Institute of Astronomy

Astronomy News

Binary star to spill celestial secrets

5 August 2014 - 1:00am

Binary star to spill celestial secrets

Nature 512, 7512 (2014).

Author: Alexandra Witze

Close approach and violent interaction of stars in η Carinae system will provide rare insight into stellar enigma.

Rosetta:Rosetta arrives at comet 67P/C-G - follow the event live

4 August 2014 - 4:26pm
On 6 August, after a decade-long journey through space, ESA’s Rosetta will become the first spacecraft in history to rendezvous with a comet. Follow the event marking this momentous occasion at ESA's Spacecraft Operations Centre at Darmstadt, Germany.

Amazing New Photo of Rosetta Comet

2 August 2014 - 8:52pm
As the European Space Agency's Rosetta spacecraft closes to within 1000 km of Comet 67P/Churyumov-Gerasimenko, the Rosetta science team has released a new image and made the first temperature measurements of the comet's core. The temperature data show that 67P is too hot to be covered in ice and must instead have a dark, dusty crust.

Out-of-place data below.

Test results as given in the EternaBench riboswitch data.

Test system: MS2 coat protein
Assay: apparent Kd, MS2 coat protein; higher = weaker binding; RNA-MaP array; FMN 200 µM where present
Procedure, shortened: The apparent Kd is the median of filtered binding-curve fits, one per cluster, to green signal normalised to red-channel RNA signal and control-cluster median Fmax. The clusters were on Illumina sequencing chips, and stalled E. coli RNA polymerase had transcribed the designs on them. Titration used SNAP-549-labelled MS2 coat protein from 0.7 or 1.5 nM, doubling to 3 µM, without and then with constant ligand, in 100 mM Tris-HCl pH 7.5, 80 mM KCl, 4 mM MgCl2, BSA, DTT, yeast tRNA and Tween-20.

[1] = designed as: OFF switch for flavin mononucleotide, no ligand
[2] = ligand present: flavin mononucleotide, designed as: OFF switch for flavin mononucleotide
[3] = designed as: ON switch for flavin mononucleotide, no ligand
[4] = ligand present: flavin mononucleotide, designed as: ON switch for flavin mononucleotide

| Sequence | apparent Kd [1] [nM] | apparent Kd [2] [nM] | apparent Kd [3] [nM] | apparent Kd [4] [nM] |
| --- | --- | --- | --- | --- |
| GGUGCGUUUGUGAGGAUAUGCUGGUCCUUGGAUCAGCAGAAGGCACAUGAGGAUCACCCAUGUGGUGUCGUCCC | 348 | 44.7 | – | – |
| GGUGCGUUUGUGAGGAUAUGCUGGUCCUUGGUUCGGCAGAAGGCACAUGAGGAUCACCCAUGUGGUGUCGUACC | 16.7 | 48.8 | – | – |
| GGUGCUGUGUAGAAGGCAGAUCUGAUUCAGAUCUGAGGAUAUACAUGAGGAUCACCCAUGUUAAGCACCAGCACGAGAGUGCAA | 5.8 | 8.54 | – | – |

Rosetta:Rosetta takes comet's temperature

1 August 2014 - 1:33pm
ESA's Rosetta spacecraft has made its first temperature measurements of its target comet, finding that it is too hot to be covered in ice and must instead have a dark, dusty crust.

Comet mission must not keep space fans in the dark

31 July 2014 - 5:57pm
The European Space Agency should change tack and not sit on pictures from a pioneering mission to a comet, says space science writer Daniel Fischer

NASA's Fermi Space Telescope Reveals New Source of Gamma Rays

31 July 2014 - 5:00pm
Observations by NASA's Fermi Gamma-ray Space Telescope of several stellar eruptions, called novae, firmly establish these relatively common outbursts almost always produce gamma rays, the most energetic form of light.